Monthly Archives: September 2004

Adventures in Anime Song Translation: “Lilium”

I wish to emphasize that I do not recommend the anime Elfen Lied. It is apparently really gorgeous, but also really really nastily violent, really really full of Akira-type psychics who explode heads, and has decided that normal anime fan service with naked women just isn’t naked enough, besides having some silly stuff about God sending mutant horned women to destroy the world. Some would say I shouldn’t judge this anime until I’ve seen it. Aehhhh…I say no. Bleaching images out of braincells is just too much work.

However, since the Anime Powers That Be have decided that the perfect theme song for this show is one with Latin chant, lyrics, translation, and annotation must be provided. The song is all in Latin.

OS IUSTI MEDITABITUR SAPIENTIAM
The mouth of the just shall meditate wisdom
ET LINGUA EIUS LOQUETUR IUDICIUM
And his tongue shall speak judgement
BEATUS VIR QUI SUFFERIT TENTATIONEM
Blessed the man who resists temptation
QUONIAM CUM PROBATUS FUERIT ACCIPIET CORONAM VITAE
For when proved he shall receive the crown of life
KYRIE, IGNIS DIVINE, ELEISON
Lord, Divine Fire, have mercy
O QUAM SANCTA, QUAM SERENA
O how holy, how serene
QUAM BENIGNA, QUAM AMOENA,
How benevolent, how comforting,
O CASTITATIS LILIUM
O Lily of Chastity.

“Os iusti meditabitur sapientiam et lingua eius loquetur iudicium” is from the Latin Vulgate translation of Psalm 36:30. “The mouth of the just shall meditate wisdom: and his tongue shall speak judgment.”

“Beatus vir qui suffert temptacionem quoniam cum probatus fuerit accipiet coronam vite quam repromisit deus diligentibus se” is James 1:12. “Blessed is the man that endureth temptation: for, when he hath been proved, he shall receive the crown of life which God hath promised to them that love him.” It’s also an antiphon used for the Common of One Martyr. More to the point, a setting of said antiphon was on the Dominican Monks of St. Silos’ album Chant. The first chapter of James has a similar theme to Psalm 36.

“Kyrie Eleison” is the old Greek words for “Lord, have mercy”. They are still occasionally used in the Catholic Mass, both in the vernaculars and in Latin Masses. However, the text “Kyrie, Ignis Divine” comes from Nicolas Melchior Cibenensis’ Alchemical Mass. If this sucker wasn’t heretical, it certainly wasn’t approved by canon law. Boy, and I thought they came up with pretentious liturgies in the seventies!

The final part of “Lilium” uses words from the sequence “Ave mundi spes Maria” (Hail Mary, Hope of the World). “O quam sancta, quam serena, quam benigna, quam amoena esse virgo creditur!” translates out as “O how holy, how serene, how benign, how comforting is this maiden who believed!” Then “O castitatis lilium, tuum precare filium, qui salus est humilium” is “O lily of chastity, pray to your son who is health to the humble”. (A more readable version is here, but it’s on a rather strange site….)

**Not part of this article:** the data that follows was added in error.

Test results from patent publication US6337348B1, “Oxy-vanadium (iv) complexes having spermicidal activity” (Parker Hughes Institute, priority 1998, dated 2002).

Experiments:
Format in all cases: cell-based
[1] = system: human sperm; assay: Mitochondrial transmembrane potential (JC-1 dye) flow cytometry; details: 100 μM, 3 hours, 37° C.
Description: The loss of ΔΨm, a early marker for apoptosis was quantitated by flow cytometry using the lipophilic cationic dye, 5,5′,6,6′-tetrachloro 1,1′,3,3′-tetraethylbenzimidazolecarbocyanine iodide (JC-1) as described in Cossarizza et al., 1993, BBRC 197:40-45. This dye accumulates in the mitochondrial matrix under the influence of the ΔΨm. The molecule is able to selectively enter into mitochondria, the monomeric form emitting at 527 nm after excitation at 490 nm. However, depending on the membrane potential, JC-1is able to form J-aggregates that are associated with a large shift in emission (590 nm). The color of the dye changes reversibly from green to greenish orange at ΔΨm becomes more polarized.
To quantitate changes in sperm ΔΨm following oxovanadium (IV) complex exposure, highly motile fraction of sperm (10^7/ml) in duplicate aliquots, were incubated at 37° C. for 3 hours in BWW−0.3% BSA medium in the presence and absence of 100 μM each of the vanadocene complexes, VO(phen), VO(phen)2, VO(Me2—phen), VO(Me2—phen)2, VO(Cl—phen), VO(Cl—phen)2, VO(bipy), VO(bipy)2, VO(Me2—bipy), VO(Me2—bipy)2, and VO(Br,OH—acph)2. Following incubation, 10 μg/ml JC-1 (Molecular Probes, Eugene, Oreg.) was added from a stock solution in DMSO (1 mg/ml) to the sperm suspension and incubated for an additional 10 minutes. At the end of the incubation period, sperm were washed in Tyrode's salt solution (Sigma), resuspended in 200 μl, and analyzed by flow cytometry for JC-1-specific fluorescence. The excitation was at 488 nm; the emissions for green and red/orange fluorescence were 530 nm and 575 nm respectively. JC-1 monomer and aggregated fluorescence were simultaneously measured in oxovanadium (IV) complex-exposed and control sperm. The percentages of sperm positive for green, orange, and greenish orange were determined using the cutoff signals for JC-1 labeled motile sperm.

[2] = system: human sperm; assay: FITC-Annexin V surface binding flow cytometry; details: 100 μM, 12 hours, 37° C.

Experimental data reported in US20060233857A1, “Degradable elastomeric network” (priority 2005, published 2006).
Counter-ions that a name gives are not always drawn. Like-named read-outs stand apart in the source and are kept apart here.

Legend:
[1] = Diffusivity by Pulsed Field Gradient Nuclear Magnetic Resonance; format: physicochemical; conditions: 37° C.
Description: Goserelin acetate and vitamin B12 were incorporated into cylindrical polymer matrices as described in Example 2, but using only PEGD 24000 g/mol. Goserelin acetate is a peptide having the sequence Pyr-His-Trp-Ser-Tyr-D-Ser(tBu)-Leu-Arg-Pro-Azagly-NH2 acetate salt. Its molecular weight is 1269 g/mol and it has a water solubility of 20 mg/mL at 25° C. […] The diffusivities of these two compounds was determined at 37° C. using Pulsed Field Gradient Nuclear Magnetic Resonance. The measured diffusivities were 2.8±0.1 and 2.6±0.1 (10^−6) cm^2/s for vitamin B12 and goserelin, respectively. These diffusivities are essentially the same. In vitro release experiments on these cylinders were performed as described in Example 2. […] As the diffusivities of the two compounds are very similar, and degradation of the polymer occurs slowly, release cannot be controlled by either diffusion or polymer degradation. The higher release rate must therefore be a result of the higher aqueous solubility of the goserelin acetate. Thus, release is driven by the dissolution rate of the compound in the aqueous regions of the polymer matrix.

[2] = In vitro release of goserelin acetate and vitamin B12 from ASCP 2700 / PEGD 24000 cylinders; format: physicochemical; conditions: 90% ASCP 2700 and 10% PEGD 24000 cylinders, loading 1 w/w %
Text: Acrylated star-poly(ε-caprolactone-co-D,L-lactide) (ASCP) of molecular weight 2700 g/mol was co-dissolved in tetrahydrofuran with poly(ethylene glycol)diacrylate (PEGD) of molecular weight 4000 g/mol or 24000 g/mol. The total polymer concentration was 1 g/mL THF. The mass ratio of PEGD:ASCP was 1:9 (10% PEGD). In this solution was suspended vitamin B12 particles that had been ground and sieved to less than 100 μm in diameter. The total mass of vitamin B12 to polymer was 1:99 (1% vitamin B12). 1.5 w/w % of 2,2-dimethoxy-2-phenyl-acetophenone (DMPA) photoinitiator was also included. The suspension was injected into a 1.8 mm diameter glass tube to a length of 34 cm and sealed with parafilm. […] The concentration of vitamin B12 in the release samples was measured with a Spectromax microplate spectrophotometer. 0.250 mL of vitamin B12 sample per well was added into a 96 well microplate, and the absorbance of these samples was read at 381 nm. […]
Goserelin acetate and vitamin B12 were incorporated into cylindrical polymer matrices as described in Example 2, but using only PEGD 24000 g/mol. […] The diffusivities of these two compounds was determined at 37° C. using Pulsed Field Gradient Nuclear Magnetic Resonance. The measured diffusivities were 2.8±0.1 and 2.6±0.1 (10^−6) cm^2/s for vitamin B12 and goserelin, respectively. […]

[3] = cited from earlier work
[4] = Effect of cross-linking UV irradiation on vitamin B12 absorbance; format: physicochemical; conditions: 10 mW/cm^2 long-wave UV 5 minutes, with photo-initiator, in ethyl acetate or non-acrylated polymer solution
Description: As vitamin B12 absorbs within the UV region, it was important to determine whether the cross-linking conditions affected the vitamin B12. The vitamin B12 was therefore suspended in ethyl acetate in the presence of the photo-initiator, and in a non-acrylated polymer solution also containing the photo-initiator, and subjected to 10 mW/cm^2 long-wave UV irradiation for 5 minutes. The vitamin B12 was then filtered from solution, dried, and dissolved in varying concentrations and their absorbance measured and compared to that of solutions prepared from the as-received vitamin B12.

Presumably, the point of the song is that the “just man” (the kid who’s hiding the genetically engineered girl) has to undergo trials, while the mutant girl is being compared to Mary. Or possibly the producers just liked the tune.

Whatever.

UPDATE: Here’s a link to a defender of Elfen Lied, with an article on the newer series Mirai Nikki‘s similarities and differences.

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More Nochnoi Dozor News

Glubina is a new fan site dedicated to Russian sf/f films. It archives articles from the Russian press. This talkshow transcript contains a lot of good information straight from Lukyanenko’s mouth. He says there will be one more book in the Nochnoi Dozor series, but only one; he doesn’t want to be “one of those writers who pulls the veins out of his work”. He also said that the third movie, the one to be co-produced with Fox, will not use the same storyline as the third book, Sumerechnii Dozor. Instead, there’ll be a whole new storyline as Russian and American Night Watches join together to fight crime in both Moscow and the US. The Russian actors will keep their iconic roles; Lukyanenko will create brand new American characters for the American actors. Sounds like fun to me!

I also learned the amusing fact that in Night Watch stories written by one of Lukyanenko’s friends, the Samarkand Night Watch shares its building with the Day Watch to save money on the lease!

Nochnoi Dozor has its controversial side, too. Apparently the movie has brought out the moonbats and created new business for professional fortunetellers, witches, and psychics. Lukyanenko was careful to say that he doesn’t believe in magic, that he likes to make up his magic rather than research the occult, and that really believing in magic is not healthy. (He’s a psychologist, and before he became a full time writer he worked at the Alma-Ata mental hospital. I know this because one of his old coworkers actually called in.)